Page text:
Thirteen peach [Prunus persica (L.) Batsch] fruit characteristics were investigated for 3 years, 1993, 1994, and 1995, in College Station, Texas, to determine heritability, genetic and phenotypic correlations, and predicted response to selection. Seedlings of 108 families resulting from crosses among 42 peach cultivars and selections were used in the evaluations. A mixed linear model, with years treated as fixed and additive genotypes as random factors, was employed to analyze the data. Best linear unbiased prediction (BLUP) was used to estimate fixed effects. Restricted maximum likelihood (REML) was used to estimate variance components, and a multiple trait model was used to estimate genetic and phenotypic covariances between traits. Genetic and phenotypic correlations ≥0.65 and <0.30 were considered strong or very strong and weak, respectively. Date of ripening, fruit development period (FDP) and date of full bloom had the highest heritability (h2) estimates, 0.94, 0.91, and 0.78, respectively. Fruit cheek diameter and titratable acidity (h2 = 0.31) were the traits with the lowest estimates. Fruit development period, fruit blush, and date of ripening had the highest predicted selection responses, whereas fruit suture, fruit cheek, L/W12 (ratio fruit length to average fruit diameters), and fruit tip had the lowest values. Most genetic correlations were ≥0.30 and were, in general, much higher than the corresponding phenotypic correlations. All four measures of fruit size were genetically and phenotypically very strongly correlated. Important genetic correlation estimates were also observed for date of ripening with FDP (ra = 0.93), date of ripening and FDP with fruit blush (ra = -0.77, ra = -0.72), SS (percent soluble solids) (ra = 0.63, ra = 0.62) and TA (ra = 0.55, ra = 0.64), and SS with TA (ra = -0.56). Direct selection practiced solely for early ripening and short FDP is expected to have a greater effect on correlated traits than direct selection for early bloom and large fruit mass.
Valdomiro A.B. de Souza, David H. Byrne and Jeremy F. Taylor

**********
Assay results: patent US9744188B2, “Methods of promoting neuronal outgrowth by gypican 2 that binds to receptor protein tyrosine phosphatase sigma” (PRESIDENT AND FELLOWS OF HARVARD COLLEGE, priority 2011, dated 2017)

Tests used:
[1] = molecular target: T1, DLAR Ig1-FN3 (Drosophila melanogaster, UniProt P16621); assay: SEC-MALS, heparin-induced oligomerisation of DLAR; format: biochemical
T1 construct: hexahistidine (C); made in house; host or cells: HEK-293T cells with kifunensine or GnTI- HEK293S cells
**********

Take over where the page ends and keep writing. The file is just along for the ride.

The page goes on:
Valdomiro A.B. de Souza, David H. Byrne and Jeremy F. Taylor
Heritability estimates are useful to predict genetic progress among offspring when the parents are selected on their performance, but they also provide information about major changes in the amount and nature of genetic variability through generations. Genetic and phenotypic correlations, on the other hand, are useful for better planning of selection programs. In this research, seedlings of 39 families resulting from crosses among 27 peach [Prunus persica (L.) Batsch] cultivars and selections were evaluated for date of full bloom (DFB), date of ripening (DR), fruit period development (FDP), flower density (FD), node density (ND), fruit density (FRD), fruit weight (WT), soluble solids content (SS), apical protuberance (TIP), red skin color (BLUSH), and shape (SH) in 1993 and 1994. The data were analyzed using the mixed linear model. The best linear unbiased prediction (BLUP) was used to estimate fixed effects and predict breeding values (BV). Restricted maximum likelihood (REML) was used to estimate variance components, and a multiple-trait model to estimate genetic and phenotypic covariances between traits. The data indicates high heritability for DFB, DR, FDP, and BLUSH, intermediate heritability for WT, TIP, and SH, and low heritability for FD, ND, FRD, and SS. They also indicate year effect as a major environmental component affecting seedling performance. High correlation estimates were found between some traits, but further analysis is needed to determine their significance.